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WAAP project, old bridge survive historic storm flood event' July 23

July 30, 2018; updated Aug. 2
       The "historic storm flood event" in the early evening of July 23 appears to have caused no serious damage to the in-progress, $35.5 million Westside Avenue Action Plan (WAAP) project, a July 30 press release states.
       The good news includes a “structurally stable” finding for the 1934 Colorado Avenue traffic bridge, conducted by engineers for WAAP
A photo taken six days after the "historic storm event" looks east toward the under-construction Adams Crossing Bridge July 30. It shows Fountain Creek contained again in a temporary channel, but also some lingering signs of the short but drenching rain.
Westside Pioneer photo
contractor Wildcat Construction, the release adds.
       Spanning Fountain Creek at Columbia Road, the bridge was closed in both directions for a day after the rainstorm to allow an inspection. Other elements of the avenue project have also been scrutinized.
       The old bridge is scheduled for replacement in September by the new Adams Crossing Bridge, which Wildcat crews have been building for nearly a year.
       However, the report continues, “water flows in Fountain Creek have not receded enough to allow for a full inspection of all retaining walls and bridge conditions. Inspections have been performed on the areas which currently can be reached and found to be undamaged with no negative impacts evident at this time. Wildcat and its structural engineer will continue to monitor the conditions until traffic is switched to the new bridge.”
       The press release describes the July 23 downpour as an “extremely high intensity storm over a very short duration,” which resulted in the “fourth largest peak flow recorded” for Fountain Creek: “The last time there was a higher peak flow was in 1997.”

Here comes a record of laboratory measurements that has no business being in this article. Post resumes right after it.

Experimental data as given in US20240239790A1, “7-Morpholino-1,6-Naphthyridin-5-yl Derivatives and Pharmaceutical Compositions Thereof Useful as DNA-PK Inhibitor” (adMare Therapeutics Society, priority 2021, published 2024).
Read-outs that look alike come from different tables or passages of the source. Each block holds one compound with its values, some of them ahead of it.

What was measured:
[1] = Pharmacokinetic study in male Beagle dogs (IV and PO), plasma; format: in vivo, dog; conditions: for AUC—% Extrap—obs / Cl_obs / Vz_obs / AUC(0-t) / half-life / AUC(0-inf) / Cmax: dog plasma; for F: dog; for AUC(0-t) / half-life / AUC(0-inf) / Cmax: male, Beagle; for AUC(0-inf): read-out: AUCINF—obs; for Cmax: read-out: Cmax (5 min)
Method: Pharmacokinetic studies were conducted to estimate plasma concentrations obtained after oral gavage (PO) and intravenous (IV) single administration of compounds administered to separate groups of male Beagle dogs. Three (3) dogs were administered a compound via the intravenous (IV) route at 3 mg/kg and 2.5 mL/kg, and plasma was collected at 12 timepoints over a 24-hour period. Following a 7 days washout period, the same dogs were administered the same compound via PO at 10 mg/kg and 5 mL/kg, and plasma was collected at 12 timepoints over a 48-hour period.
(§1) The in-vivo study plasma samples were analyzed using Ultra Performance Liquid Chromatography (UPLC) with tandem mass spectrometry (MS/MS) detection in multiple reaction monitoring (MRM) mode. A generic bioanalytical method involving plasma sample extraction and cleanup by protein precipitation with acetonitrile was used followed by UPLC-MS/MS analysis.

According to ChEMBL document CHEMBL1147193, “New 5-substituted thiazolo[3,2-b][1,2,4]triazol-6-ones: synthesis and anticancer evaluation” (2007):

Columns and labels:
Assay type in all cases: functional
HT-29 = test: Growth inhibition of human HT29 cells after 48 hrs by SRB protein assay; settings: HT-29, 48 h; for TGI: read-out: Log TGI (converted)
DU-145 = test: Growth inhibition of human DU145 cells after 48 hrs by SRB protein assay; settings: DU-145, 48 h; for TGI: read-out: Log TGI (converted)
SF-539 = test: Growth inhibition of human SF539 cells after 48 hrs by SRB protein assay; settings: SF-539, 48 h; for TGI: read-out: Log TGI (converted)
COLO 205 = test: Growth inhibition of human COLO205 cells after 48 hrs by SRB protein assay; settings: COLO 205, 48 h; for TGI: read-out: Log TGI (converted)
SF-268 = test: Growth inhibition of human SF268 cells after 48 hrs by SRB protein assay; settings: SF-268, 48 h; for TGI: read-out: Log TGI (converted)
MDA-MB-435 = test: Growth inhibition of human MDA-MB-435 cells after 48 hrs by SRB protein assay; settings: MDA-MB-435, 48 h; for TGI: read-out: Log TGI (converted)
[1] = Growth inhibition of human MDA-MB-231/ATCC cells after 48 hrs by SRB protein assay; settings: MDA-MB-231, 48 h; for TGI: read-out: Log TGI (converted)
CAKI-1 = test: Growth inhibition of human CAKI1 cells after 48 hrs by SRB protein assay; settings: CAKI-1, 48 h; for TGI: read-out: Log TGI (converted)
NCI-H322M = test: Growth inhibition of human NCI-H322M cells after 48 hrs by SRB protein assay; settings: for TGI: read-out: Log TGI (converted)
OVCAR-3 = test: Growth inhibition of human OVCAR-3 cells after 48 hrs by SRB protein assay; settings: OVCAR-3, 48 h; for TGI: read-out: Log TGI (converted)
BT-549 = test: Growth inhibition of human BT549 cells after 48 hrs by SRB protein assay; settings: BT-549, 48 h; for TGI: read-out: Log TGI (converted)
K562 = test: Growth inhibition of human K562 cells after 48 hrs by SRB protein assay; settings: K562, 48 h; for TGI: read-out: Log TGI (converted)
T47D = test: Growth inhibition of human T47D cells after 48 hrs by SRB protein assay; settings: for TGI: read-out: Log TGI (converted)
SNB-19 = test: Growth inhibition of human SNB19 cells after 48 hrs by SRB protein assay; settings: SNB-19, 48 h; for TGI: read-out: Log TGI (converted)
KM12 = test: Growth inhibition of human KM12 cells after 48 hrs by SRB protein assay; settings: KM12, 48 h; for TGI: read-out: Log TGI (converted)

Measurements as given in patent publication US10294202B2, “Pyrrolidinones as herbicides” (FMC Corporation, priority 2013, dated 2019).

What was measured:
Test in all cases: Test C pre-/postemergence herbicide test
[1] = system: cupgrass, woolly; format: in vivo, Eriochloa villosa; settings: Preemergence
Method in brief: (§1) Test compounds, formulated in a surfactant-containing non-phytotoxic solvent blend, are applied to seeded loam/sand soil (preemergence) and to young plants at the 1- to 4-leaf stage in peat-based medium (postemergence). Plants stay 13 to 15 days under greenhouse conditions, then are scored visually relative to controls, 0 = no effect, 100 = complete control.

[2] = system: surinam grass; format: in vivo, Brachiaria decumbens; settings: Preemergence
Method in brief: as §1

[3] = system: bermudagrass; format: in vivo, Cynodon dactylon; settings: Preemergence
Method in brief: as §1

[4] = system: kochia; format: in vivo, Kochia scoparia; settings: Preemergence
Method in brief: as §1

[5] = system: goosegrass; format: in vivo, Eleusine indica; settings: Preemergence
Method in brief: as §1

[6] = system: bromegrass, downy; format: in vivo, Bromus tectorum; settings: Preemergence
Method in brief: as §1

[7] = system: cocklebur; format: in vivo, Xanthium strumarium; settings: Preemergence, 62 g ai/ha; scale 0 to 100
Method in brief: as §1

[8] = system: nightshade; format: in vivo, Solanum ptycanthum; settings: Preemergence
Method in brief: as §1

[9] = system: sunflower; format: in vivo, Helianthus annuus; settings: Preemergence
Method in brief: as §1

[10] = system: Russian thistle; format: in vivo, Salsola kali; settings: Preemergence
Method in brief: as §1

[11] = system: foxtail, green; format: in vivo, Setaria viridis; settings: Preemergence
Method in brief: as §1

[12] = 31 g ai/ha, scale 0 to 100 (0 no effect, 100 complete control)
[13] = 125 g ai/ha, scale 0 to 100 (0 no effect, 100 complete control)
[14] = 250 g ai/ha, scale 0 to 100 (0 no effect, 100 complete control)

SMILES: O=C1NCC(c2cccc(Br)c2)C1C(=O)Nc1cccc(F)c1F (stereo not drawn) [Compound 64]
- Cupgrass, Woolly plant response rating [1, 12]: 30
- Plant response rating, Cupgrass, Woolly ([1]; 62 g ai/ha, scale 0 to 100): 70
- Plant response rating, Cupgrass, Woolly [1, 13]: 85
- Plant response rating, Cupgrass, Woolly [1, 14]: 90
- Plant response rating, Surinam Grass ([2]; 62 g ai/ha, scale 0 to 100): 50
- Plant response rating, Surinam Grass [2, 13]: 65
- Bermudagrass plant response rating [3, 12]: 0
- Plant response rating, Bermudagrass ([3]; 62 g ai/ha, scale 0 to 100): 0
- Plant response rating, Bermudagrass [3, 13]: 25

Rebuilding the avenue for about 1 1/2 miles west of 31st Street, WAAP started in late 2016 and is slated for "substantial completion" by the end of this year,
The photo above, a screen capture from a video shot by El Paso County, shows Fountain Creek continuing to overflow its temporary channel near the bridge construction at Columbia Road the day after the July 23 "storm flood event."
Courtesy of El Paso County
according to El Paso County, which is leading the project in conjunction with Colorado Springs and Manitou Springs. Most of the funding is from the Pikes Peak Rural Transportation Authority sales tax.
       Going forward, a key element of WAAP is the installation of underground drainage systems. “The area inundated in the flood event is a low-lying area having experienced flooding in the past,” the press release points out. “There has not been an adequate system to convey the runoff, which is one of the reasons this project is so important."
       The release elaborates that “once this project is complete, there will be a storm drain system to reduce street flooding, help protect properties and help to safely convey runoff out of the area; however, no system can mitigate historic flooding conditions such as what we experienced this past week.”
       The press release concludes with the statement that “with more rainy weather predicted, please know that crews from all jurisdictions and from the contractor will continue to work with property owners to do everything they can to get this project and others in the immediate area completed in a manner that minimizes impacts to businesses and respond quickly to impacts that do arise.”

Westside Pioneer/press release
(Projects: Westside Avenue Action Plan)

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